FOYER- Front entrance, lobby, or waiting room. FRAPPE- A "liqueur" mist served on packed crushed ice but without a twist and served in a cocktail glass. GALLIAINO- A superior yellow Italian liqueur, bottled in a distinctive tall bottle and with a mild spicy flavor. It enjoys particular popularity here in the U.S., perhaps due to the introduction of the Harvey Wall-banger. GARNISH- Bar food placed on or in a drink. Examples: cherry, olive, onion, and lime wedge, lemon peel GIN- Most often colorless, it is distilled from neutral spirits and receives its flavor and aroma from juniper berries, coriander and other ingredients. Gins sold around the world at 80 proof are bottled in this country at proofs varying from 80 to 94. GRAND MARNIER- A French liqueur made from Cognac, West Indies orange peel and other ingredients. Grand Marnier has a vague similarity to Curacao, but is quite distinctive and enjoys a very high reputation. GRENADINE- Bright red, sweet, non-alcoholic syrup made from pomegranate and raspberries. It is used principally for flavoring cocktails and mixed drinks. Example: Shirley Temple GUN- Automated dispenser that pours all the mixes required in many drinks. Usually: Coke, 7-up, tonic & soda water. Many establishments have automated liquor guns that pour measured amounts of liquor rather than out of the bottles. HEAD- 20% foam on the top of a draft or bottled beer. HIGHBALL- A combination of well liquor and gun mixes or juices. scotch & water, gin & tonic Examples: 7&7,
HOUSE- A generic brand of product poured when not specified to be a premium brand (inexpensive alcoholic products). "IN THE WEEDS"- An expression when bartenders can’t keep up with the orders and fall behind in service. HYDROMETER- An instrument used to measure the proof of alcoholic beverages. INFUSION- One of the methods used in the making of cordials. Aromatic ingredients are steeped in neutral spirits or brandy. IRISH MIST- A liqueur made from an Irish whiskey base and flavored with honey, herbs and other ingredients. IRISH WHISKEY- Produced only in Ireland, it is blended whiskey containing both barley malt and grain whiskeys. It is processed similarly to scotch, but heavier and more full-bodied than scotch and is usually 86 proof.
JAMAICAN RUM- Heavy-bodied rum produced on the island of Jamaica from sugar cane molasses and other by-products of sugar cane. Rum may vary from light amber to almost black in color and proof may vary from 80 to 151. Example: Myers Dark Rum KAHLUA- Mexican coffee liqueur made from coffee beans, cocoa beans, vanilla beans and brandy. It is dark brown in color and has a low proof. Examples: Black Russian, Toasted Almond KUMMEL- Originally made in Germany and Switzerland from coriander, anise and caraway seeds. It has the distinctive flavor of the caraway seed. The word kummel means caraway and it is a rather sweet, colorless liqueur. LACE- Normally applies to the last ingredient in a recipe, meaning to pour onto the top of the drink. LAST CALL- The notice given to customers prior to bar closing time. LIQUEUR/CORDIAL- An alcoholic beverage produced by combining a spirit (usually brandy) with fruits, flowers, herbs, seeds, roots, plants or juices to which sweetening has been added. Practically all liqueurs are sweet and colorful, with a highly concentrated dessert-like flavor and are usually served after meals. Remember that the words ‘liqueur’ and ‘cordial’ are synonymous. Examples: B & B, Grand Marnier, Galliano, Kahlua. LIQUOR- A distilled spirit: Vodka, gin, rum, tequila, whiskey, brandy and tequila. In American usage, it means spirits. LIQUOR ROOM- The storage area for liquor and bar items. LITER-½ LITER- Decanter used in serving house wines. LOWBOY- A small candle in a glass used throughout the restaurant. MASH- In whiskey making, mash is grain that is steeped in hot water to change its starch into sugar. METAXA- A Greek brandy with a slightly resinous flavor. MIST- Any liquor served on crushed ice with a twist. Served in a rocks glass. MIXES- Products such as Coke, ginger ale, 7-up, soda, tonic (quinine water), usually served with liquor. Anything other than the liquor or cordial is usually a garnish or a mix. MUDDLE- A wooden bar utensil used to mash or crush garnishes, bitters, and sugar in a rocks glass. NEAT- Term used when pouring liquor directly into the glass (Never chilled or strained). NEUTRAL SPIRIT- A practically tasteless, colorless alcohol distilled from grain, like whiskey, but at 190 proof or above, where as whiskey must be distilled at less than 190 proof. Neutral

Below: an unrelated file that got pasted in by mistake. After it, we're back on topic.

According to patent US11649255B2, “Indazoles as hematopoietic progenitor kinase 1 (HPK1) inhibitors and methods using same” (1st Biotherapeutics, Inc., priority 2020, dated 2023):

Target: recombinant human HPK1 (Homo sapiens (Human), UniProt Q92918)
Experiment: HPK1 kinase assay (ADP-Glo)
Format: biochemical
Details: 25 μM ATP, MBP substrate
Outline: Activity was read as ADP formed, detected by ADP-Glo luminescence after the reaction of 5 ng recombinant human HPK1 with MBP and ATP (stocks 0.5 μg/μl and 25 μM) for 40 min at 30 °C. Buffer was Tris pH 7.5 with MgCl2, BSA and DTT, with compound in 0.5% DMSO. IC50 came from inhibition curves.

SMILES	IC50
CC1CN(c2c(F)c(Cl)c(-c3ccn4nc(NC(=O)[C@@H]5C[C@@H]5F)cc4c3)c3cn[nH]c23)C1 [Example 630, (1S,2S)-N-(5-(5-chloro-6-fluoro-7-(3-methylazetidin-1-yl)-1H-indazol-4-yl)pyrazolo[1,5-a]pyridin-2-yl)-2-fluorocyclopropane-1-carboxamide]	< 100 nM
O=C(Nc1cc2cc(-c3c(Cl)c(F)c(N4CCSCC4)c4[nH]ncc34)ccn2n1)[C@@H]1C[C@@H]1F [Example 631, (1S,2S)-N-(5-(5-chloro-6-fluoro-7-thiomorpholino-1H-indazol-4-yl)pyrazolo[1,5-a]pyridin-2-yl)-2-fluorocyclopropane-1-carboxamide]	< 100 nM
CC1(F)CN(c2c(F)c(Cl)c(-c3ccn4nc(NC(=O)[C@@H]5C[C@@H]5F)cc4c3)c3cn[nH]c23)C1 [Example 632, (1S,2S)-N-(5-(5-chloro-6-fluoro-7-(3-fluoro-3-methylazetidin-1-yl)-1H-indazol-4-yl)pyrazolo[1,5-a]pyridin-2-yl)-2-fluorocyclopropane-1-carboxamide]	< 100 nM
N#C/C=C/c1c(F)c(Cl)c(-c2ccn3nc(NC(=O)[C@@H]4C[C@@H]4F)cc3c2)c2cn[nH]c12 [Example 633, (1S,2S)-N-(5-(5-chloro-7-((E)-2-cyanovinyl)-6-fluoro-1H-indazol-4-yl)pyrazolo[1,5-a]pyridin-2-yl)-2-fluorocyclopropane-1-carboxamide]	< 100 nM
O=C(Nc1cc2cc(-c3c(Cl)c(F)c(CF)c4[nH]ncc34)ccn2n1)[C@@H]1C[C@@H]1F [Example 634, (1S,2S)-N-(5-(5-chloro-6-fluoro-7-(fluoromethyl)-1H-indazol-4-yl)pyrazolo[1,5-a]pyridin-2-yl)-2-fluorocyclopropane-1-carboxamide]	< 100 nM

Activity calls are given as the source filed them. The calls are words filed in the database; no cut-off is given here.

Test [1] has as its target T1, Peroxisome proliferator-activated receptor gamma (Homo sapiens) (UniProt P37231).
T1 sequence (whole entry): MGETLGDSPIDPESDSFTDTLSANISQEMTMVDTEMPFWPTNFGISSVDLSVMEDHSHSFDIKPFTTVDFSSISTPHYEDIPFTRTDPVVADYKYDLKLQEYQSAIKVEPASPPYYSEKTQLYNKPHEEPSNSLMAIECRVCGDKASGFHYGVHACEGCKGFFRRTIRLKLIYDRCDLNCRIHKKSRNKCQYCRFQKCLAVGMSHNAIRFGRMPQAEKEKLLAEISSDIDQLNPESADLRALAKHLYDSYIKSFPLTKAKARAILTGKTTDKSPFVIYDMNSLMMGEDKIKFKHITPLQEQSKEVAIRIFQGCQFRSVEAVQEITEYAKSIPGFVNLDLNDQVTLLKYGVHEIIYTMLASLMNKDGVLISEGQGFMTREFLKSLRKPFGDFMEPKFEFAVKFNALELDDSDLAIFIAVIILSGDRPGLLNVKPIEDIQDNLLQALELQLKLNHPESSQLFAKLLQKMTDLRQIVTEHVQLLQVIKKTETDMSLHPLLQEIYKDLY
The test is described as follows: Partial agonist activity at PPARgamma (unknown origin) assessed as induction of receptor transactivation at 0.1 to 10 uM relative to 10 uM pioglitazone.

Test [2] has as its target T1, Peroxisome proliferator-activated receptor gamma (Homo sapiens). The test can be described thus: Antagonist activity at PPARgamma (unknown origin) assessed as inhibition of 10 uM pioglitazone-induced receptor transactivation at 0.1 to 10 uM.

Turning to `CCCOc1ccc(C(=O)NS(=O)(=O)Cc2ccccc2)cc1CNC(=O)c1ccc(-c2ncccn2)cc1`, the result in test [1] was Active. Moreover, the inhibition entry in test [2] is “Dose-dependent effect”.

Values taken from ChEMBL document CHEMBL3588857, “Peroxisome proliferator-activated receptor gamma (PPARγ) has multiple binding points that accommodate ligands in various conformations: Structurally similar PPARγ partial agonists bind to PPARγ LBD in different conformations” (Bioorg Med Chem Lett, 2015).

and flags. This spice is sprinkled on top of the whip cream. to light brandy-like varieties selected for special 118 .Used in spearing olives. ROCK AND RYE. Pernod is used as an aperitif and as an ingredient in some cocktails. and many other types of liquor. which enhances the overall taste and appearance.A French anise-flavored liqueur and absinthe substitute. cane syrup and molasses and bottled at no less than 80 proof. NUTMEG. usually 2-3 doors on back bar where all juices. Used to serve in a foyer or any area. ON AND OVER.S. PORTA BAR.Rich. onions. ON THE ROCKS. PORTER.A brand of product specifically asked for that carries a premium price (expensive alcoholic beverages). lager type of beer. garnishes and mixes are stored for access for the bartenders.Small refrigerator.A particular group of customers.A Greek brandy with anisette flavor. darker and thicker than stout. sweet ale with a heavy foam. PROOF. PERNOD.Are Rye whiskey sweetened with rock candy and fruit juice.A peppermint-flavored liqueur similar to white Crème De Menthe.System of measuring the alcoholic content of spirits.A light.The typical garnish for frozen and coffee drinks. vodka.Served over ice cubes.spirits are used in blended whiskeys and in the making of gin. proof is double the percent of alcohol. ORGEAT. PARTY. Most rum are blends of several aged rums. NIGHTCAP.A wine or liquor taken before bedtime. In the U.A drink made in the blender or mixer and then poured over ice (rocks). on request only. Ranging from heavy pungent types.Small self-contained bar on rollers. PREMIUM. PILSNER. OUZO. PICK-ME-UP.An alcoholic distillate produced from the fermented juice of sugar cane. PEPPERMINT SCHNAPPS. Example: a whiskey marked ‘86 proof’ is 43% alcohol REACH-IN. but lighter in body and drier in taste. May have slices of fruit or crystals of rock candy in the product.A drink designed to relieve the effects of overindulgence in alcohol. RUM.non-alcoholic almond-flavored syrup used principally in the making of Polynesian drinks. PICKS.